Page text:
Choosing an "In-House" RA

An owner or an employee of the company may serve as the RA. This will avoid the cost of an outside agent (from about $50 to $500 per year, depending upon the agent you select) and you will immediately know if any lawsuits or other important documents are received. Potential drawbacks include:

  • Someone must be at the RA's street address during regular business hours.
  • If your company moves, you need to notify the Secretary of State of the RA's address change, and pay a $5 fee.
  • You might suffer embarrassment if you are served with legal papers in front of clients and employees.
  • Your business address will be listed as the RA with the Secretary of State. Especially if you have a home-based business, you may want a separate RA address.
  • Companies frequently obtain RA addresses from the Secretary of State and mail solicitations, so you will receive more junk mail.

Choosing an Outside RA

It will be necessary to hire an outside RA if your business does not have a regular office with a street address in North Carolina that is staffed during regular business hours. In any event, there are some advantages to hiring an outside RA, including:

  • The RA will have a street address that is properly staffed.
  • You will not need to notify the Secretary of State of an RA change and pay the $5 fee if your company moves.
  • Your clients and employees will not be present when any legal papers are served.
  • Your business address will not be on record with the Secretary of State as your RA's address.

How Do You Designate an NC Registered Agent?

A business entity's initial formation document or registration document filed with the Secretary of State must designate a registered agent and registered office. Any required annual reports must also include the RA's name and registered office street address (and mailing address, if different), and a statement indicating a change in the registered office or RA.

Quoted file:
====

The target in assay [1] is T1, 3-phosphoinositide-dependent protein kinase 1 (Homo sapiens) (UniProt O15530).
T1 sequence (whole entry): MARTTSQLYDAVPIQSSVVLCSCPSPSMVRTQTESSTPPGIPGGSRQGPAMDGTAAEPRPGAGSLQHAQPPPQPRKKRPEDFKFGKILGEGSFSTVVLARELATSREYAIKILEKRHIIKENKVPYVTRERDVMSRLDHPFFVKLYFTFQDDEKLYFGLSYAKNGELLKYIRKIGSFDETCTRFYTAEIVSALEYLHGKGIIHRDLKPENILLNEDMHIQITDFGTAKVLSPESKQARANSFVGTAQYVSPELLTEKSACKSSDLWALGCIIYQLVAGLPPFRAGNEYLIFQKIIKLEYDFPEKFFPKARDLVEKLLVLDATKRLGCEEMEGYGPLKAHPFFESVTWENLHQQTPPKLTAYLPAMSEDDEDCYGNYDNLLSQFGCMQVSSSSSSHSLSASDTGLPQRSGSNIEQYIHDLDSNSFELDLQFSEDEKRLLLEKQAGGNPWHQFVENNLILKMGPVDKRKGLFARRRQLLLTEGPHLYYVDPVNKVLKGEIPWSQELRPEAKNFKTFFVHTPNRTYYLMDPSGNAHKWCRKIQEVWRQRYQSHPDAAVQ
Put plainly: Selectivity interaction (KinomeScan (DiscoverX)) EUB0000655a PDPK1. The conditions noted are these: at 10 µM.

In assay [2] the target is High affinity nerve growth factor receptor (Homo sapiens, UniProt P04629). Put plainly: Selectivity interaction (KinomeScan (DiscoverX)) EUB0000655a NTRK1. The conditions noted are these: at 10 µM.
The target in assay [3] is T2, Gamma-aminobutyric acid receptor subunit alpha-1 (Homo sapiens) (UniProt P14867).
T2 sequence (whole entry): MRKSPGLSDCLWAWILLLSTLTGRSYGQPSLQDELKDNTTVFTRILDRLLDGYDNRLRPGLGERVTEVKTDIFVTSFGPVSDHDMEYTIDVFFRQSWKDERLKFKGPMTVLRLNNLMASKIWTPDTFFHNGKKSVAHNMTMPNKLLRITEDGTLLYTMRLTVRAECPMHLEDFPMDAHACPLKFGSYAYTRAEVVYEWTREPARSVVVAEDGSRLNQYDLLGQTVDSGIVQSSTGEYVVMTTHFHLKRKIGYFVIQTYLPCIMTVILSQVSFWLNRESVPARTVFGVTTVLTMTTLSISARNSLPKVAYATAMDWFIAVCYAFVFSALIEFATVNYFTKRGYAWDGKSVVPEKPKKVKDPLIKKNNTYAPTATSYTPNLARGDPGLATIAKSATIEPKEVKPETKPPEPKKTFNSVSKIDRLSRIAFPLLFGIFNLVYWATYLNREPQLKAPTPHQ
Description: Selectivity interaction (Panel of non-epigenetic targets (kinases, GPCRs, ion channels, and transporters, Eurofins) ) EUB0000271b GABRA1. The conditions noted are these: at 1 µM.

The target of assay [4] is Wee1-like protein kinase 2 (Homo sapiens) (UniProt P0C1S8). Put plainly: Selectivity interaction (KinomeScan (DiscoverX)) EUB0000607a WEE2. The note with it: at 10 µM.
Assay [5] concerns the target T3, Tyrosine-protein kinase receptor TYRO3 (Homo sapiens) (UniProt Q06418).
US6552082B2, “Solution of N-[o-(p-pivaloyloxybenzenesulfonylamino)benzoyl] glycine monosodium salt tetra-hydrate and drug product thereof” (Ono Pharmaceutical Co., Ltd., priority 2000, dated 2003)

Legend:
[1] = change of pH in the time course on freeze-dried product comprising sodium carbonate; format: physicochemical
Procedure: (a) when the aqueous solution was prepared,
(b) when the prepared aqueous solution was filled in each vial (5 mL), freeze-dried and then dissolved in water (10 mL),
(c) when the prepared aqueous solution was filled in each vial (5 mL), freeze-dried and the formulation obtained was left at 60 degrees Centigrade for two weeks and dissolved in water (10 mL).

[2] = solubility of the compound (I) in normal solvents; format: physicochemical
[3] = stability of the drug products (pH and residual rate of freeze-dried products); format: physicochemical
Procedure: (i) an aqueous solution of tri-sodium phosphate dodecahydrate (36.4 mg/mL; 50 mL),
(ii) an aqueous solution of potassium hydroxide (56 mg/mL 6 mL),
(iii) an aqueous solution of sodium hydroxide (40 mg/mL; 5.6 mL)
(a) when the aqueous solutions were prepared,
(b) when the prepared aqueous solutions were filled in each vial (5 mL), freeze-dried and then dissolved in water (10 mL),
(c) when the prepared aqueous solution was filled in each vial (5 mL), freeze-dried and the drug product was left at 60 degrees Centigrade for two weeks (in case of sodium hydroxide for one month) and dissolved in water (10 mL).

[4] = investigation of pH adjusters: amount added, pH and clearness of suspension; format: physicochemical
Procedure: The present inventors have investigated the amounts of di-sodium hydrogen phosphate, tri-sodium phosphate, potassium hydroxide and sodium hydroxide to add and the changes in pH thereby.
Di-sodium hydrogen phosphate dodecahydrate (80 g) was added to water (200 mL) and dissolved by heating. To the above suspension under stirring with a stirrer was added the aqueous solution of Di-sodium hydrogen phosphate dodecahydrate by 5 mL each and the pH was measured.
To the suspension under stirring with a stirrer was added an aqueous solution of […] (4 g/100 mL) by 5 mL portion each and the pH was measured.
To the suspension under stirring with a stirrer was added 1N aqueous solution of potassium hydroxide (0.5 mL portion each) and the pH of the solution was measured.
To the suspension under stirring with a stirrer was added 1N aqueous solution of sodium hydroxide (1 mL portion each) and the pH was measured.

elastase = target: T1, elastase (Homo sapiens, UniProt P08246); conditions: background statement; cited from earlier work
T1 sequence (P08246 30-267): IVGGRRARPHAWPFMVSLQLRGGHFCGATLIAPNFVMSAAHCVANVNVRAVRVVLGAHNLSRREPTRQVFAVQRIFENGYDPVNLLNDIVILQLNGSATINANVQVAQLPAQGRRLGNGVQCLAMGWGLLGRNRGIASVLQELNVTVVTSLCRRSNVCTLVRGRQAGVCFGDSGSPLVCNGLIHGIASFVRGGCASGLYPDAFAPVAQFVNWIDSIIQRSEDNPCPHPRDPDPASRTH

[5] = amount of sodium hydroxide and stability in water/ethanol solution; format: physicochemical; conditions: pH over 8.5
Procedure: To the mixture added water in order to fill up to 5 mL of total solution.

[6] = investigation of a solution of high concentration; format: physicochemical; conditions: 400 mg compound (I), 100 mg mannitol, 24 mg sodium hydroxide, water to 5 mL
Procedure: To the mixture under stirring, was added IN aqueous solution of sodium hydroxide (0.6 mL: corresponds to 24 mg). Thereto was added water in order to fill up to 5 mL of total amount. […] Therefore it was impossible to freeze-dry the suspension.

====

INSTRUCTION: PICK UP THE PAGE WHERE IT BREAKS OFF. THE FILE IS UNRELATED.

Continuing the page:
An unincorporated nonprofit organization choosing to appoint an RA files a statement of appointment with the Secretary of State (which must be signed by the RA accepting the appointment) and pays a $5 filing fee.

If the RA changes, the entity must file a statement of change form with the Secretary of State. If the registered office address changes, either the entity or the RA must file. A corporation or LLP may indicate a change of RA or registered office address on its annual report. A change of RA for a corporation must be authorized by a board of directors' resolution, or by a corporate officer authorized by the board.

In all cases, the RA must sign a consent to serve as the RA.

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Edward Hartman

About the Author

Edward Hartman

Edward Hartman is one of our co-founders and has served in several key roles, most recently as Chief Product Officer. Ed… Read more

This portion of the site is for informational purposes only. The content is not legal advice. The statements and opinions are the expression of the author, not LegalZoom, and have not been evaluated by LegalZoom for accuracy, completeness, or changes in the law.